Here’s a huge extended Happy Book Birthday to our Madrina Jennifer Torres on the release of her latest chapter book series—in hardcover and paperback!--Catalina Incognito!
Alexandra Alessandri interviews Jenifer Torres, but first, a little about the first book of the series, Catalina Incognito, which The Southern Bookseller Review says is “sure to be a charming new chapter book series”!
One Day at a Time meets Mindy Kim in this first book in a charming new chapter book series about Catalina Castaneda, a Mexican American girl with a magical sewing kit!
Catalina Castaneda is not persnickety, even though that’s what her parents and sister, Coco, like to think. Catalina just likes things the way she likes them—perfect.
That’s why it’s very hard to hide her disappointment when her glamorous Tía Abuela, a famous telenovela actress, gives her an old sewing kit for her eighth birthday. However, Catalina soon discovers the sewing kit isn’t as boring as she thinks—it’s magic, turning ordinary clothing into magical disguises.
When Tía Abuela’s most famous costume has rhinestones stolen from it where it’s being displayed at the local library, Catalina gets to work on creating the perfect disfraz (disguise) to track down the thief. But, as Tía Abuela warned her, the magic is only as strong as her stiches, and Catalina doesn’t always have the patience for practice...
Alexandra Alessandri: I’ve been a big fan of yours since I read Stef Soto, Taco Queen a few years ago, so I was incredibly excited to read Catalina Incognito! It’s such a charming, character-driven story that made me very much wish I could have a magic sewing kit! But I loved that it was also a story about not being afraid to fail and try again, a message I think is very important for young readers. (I was also tickled to see a main character with the name Catalina; it’s my cousin’s name and growing up, I didn’t know many Catalinas.)
Jennifer Torres: Oh, thank you so much for such kind words! And especially for reading Catalina. The series is so special to me, and I’m thrilled to finally be able to share it!
AA: I’m always so curious about a story’s origins. Did you start with the character first, a first line, an image? How did you decide to include a magical sewing kit?
JT: My grandmother taught me to sew when I was in elementary school. I can remember watching her work and thinking it was a little like magic the way she could take a piece of fabric, a needle, and thread and turn it into something completely new. The image and the thought stayed with me over the years until I wondered, “Wait, what if it really was magic?” And that was the first spark of the story. So, the magical sewing kit was there from the beginning! Just as importantly (to me), the intergenerational piece was there too.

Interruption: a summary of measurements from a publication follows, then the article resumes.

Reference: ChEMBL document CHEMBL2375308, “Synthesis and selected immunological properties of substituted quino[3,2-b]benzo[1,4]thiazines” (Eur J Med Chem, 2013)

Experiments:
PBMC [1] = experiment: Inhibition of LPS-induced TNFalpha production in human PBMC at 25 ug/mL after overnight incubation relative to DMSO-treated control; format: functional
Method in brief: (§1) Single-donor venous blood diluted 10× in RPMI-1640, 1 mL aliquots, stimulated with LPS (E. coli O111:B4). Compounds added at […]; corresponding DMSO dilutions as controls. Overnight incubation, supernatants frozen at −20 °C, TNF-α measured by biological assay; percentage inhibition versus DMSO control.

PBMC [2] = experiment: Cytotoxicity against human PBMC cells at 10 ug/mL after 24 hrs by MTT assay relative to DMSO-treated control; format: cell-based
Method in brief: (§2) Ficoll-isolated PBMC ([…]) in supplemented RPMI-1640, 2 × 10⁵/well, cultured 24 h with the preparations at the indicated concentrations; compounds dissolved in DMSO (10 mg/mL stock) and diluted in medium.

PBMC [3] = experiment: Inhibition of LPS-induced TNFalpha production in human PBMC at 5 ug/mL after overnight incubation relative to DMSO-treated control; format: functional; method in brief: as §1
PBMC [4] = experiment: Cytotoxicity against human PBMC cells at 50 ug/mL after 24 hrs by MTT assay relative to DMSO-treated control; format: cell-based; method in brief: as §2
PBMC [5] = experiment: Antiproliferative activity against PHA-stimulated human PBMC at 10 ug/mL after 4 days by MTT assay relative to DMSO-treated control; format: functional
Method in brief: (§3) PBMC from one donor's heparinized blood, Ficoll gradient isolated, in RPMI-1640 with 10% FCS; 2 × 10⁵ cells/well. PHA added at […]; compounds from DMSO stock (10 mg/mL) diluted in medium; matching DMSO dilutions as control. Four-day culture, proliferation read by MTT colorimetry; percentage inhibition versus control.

I’m also interested in celebrating forms of creativity and self-expression that aren’t always—or at least haven’t always—been seen and respected as such. In The Fresh, New Face of Griselda, it was makeup. In the Catalina Incognito series, it’s home-sewing. I’m so lucky to have grown up with grandmothers who made things. I don’t think they would call themselves creative, but they absolutely are. That’s something they gifted me the way Tía Abuela gifts Catalina the sewing kit.
AA: I love this so much! So what was your creation process like for the first book and, by extension, for the rest of the series? Are you a pantser or a plotter? Did you go in knowing it would be a series and what would happen?
JT: Oh, I plot for sure! I really struggle writing anything until I think I understand how all the puzzle pieces are going fit together. That’s not to say it’s a rigid process. Stories evolve, especially in revision, but it helps me a lot to start with an outline. For Catalina Incognito, I had a feeling it would be a series because I knew, based on the premise and the voice I had in mind for the main character, that I wanted to write a chapter book. That said, I didn’t plot the whole series at once. I took it book-by-book (there are four), but I knew there were some common threads (sorry!) I wanted to pull through each one—the sibling story, for example, Cat’s Stitch and Share community, Pablo’s latest telenovela obsession. And, of course, I wanted every book to have an amazing magical disfraz!
AA: I can’t wait to see what other disfrazes are in the rest of the series! They say we put a little bit of ourselves in our stories and characters, and I love the whole cast of characters in Catalina Incognito—from persnickety Catalina to her siblings Coco and Baby Carlos to her parents and glamorous Tía Abuela. They were all so great. With that in mind, which character is most like you and why?
JT: I love them too and am so glad I had the chance to write this big, warm family! While I wish I was as fabulous as Tía Abuela, I can’t even pretend. I’m an older sister, so there’s definitely some of me in Coco (We also share a bit of a clutter problem). Even though Coco knows exactly how to get on Cat’s nerves, she’s also the family member who pushes Cat hardest and believes in her most. I hope I’m that kind of sister.
And, of course, Cat’s frustration at her own mistakes, her impatience to get through the clumsy beginnings of learning something new are very deeply familiar.
AA: Oof, yeah. I think Cat’s impatience and frustration are going to be really relatable for readers. I love the nod toward childhood nicknames, and how we tend to outgrow them as we age (usually lol). It made me think of my own nickname—la maquinita—given to me by my Tía Abuela Beatriz because I would get into all her drawers and closets. So of course, that made me curious: What was your childhood nickname? Or, if you didn’t have one, what would you have wanted it to be?
JT: I LOVE that nickname and the story behind it! I think I’ve been called every possible variation of Jennifer. And you can tell which period of my life someone met me in by the one they use. I don’t mind any, but it does throw me a little when someone from the Jenn days calls me Jenny for example.
AA: I loved the nuances we get into Catalina’s family right from the first chapter that reminded me of my own family and customs: the politeness Catalina exhibits, the nod to telenovelas, the family dynamics, the full name warning. How much of these nuances were based on your own family and your own experiences?